Above you can see a close up of the bats face. Lesser long nosed bats are part of the leaf nosed bat family (Phyllostomidae). If you look at this bat's nose you can see that it kind of looks like a leaf. 

Once the bat is trapped and out of the net the biologist measure the length of the bone in the wing, this bone would correspond to the bone in a human between their shoulder and elbow. Bats are mammals just like humans. Bats are the only mammal that can truly fly. Their scientific name Chiroptera translates from Greek into two words, hand wing. Bats do not flap their entire forelimbs, like birds do, but instead flap their spread out digits (fingers) which are very long and covered with a thin membrane called patagium. If you look at a bats wing spread out, and can imagine your own arm and hand, you can see where the name comes from.

Next the biologists swab the bat's muzzle for pollen. Lesser long nosed bats normally feed on night blooming plants. They are one of the main pollinators of columnar cactus like the saguaro cactus along with the agave. Agave is used to make agave syrup and tequila. In the absence of bats, the seed set of the agave falls to one-three-thousandth of normal.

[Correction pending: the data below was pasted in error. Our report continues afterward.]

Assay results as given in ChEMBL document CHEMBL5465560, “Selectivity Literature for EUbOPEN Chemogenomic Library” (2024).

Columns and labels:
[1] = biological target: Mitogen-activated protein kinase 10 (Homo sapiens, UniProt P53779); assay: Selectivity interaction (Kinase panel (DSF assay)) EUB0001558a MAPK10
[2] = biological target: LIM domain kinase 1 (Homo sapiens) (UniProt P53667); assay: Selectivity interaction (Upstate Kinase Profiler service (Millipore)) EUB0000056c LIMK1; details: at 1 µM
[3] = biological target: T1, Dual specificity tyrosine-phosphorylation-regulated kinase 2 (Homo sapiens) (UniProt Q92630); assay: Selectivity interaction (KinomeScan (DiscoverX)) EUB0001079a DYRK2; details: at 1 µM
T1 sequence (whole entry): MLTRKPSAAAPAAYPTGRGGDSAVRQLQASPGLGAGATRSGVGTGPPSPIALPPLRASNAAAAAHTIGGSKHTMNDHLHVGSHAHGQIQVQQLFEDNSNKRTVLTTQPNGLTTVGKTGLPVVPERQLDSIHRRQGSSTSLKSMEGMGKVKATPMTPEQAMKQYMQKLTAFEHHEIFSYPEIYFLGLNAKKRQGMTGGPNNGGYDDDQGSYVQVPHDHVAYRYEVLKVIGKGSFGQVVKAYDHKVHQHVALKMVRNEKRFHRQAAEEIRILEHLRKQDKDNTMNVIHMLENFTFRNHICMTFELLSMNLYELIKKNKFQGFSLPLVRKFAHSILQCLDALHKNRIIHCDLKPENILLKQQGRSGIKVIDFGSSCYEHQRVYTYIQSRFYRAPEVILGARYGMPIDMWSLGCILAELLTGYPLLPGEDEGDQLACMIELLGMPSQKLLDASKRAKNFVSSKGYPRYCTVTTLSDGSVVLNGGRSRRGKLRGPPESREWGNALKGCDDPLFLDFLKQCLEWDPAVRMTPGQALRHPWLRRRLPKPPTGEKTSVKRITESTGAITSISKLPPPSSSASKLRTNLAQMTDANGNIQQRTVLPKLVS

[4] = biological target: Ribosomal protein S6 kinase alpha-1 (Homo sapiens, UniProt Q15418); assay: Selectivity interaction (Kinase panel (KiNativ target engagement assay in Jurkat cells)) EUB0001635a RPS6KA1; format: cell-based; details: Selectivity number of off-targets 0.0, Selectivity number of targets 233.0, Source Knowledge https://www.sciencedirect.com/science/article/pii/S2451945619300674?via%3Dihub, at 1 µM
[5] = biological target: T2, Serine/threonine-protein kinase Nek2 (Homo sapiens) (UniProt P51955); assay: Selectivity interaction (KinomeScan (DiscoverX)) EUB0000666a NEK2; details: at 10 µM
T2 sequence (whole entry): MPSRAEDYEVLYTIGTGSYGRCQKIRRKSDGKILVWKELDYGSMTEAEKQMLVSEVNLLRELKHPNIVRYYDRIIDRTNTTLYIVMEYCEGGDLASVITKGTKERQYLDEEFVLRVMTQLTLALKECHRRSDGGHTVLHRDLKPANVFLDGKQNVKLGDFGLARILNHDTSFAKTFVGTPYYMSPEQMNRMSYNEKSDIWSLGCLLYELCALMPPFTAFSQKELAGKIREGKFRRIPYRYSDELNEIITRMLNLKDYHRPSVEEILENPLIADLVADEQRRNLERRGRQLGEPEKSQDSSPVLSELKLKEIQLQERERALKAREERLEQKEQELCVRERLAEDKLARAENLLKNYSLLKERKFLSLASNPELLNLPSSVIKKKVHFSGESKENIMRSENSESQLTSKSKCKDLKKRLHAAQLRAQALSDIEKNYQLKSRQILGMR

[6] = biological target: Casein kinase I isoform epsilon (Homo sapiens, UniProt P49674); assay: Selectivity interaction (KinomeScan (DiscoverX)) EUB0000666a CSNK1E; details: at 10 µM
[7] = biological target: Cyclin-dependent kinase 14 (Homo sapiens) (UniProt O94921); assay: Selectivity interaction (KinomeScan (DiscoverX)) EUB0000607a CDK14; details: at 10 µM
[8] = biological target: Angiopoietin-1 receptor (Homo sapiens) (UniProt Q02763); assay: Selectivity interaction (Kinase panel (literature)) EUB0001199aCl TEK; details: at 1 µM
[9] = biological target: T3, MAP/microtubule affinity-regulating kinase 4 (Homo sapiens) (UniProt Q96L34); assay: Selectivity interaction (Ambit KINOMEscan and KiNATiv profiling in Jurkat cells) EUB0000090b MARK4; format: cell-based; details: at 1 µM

The biologists also inspect the bat for over all health. The bat above is an adult female, the biologists can tell she was a nursing female by seeing that the fur around her nipple is missing. The lesser long nosed bat's mammary gland is shown in the photo above, near the arm pit (wing pit) not sure what you call that. See how the fur is missing? That shows she had a baby bat this year. 

The last step is to weigh the bat. After this the bat is let go. The biologists mark the top of the bats head with a little ink from a marker before they let it go, so that if they catch the same bat again, they don't make it go through all the rigamarole again.

All the data from the bats is recorded. You can see above, so far 5 bats, time caught, sex, weight and so on. 

This bat night we had two interesting visitors stop by, both were male tarantulas. This time of year the males step out and about looking for a female to mate with.

The bats are hungry this year. Hope you enjoyed Bat Night 2011

For more info on bats see
http://batcon.org/
http://en.wikipedia.org/wiki/Leaf-nosed_bat
http://www.desertmuseum.org/pollination/bats.php
http://www.colossalcave.com/bats.html
http://www.azgfd.gov/w_c/Movement_Patterns_Lesser_Longnosed_bats.shtml http://www.sciencedaily.com/releases/2010/10/101027151237.htm

Bats in slow motion
http://blogs.discovermagazine.com/loom/2009/03/19/how-to-be-a-bat-life-in-motion/

Nectar bat's tongues
http://www.newscientist.com/article/dn10721-the-bat-with-the-incredibly-long-tongue.html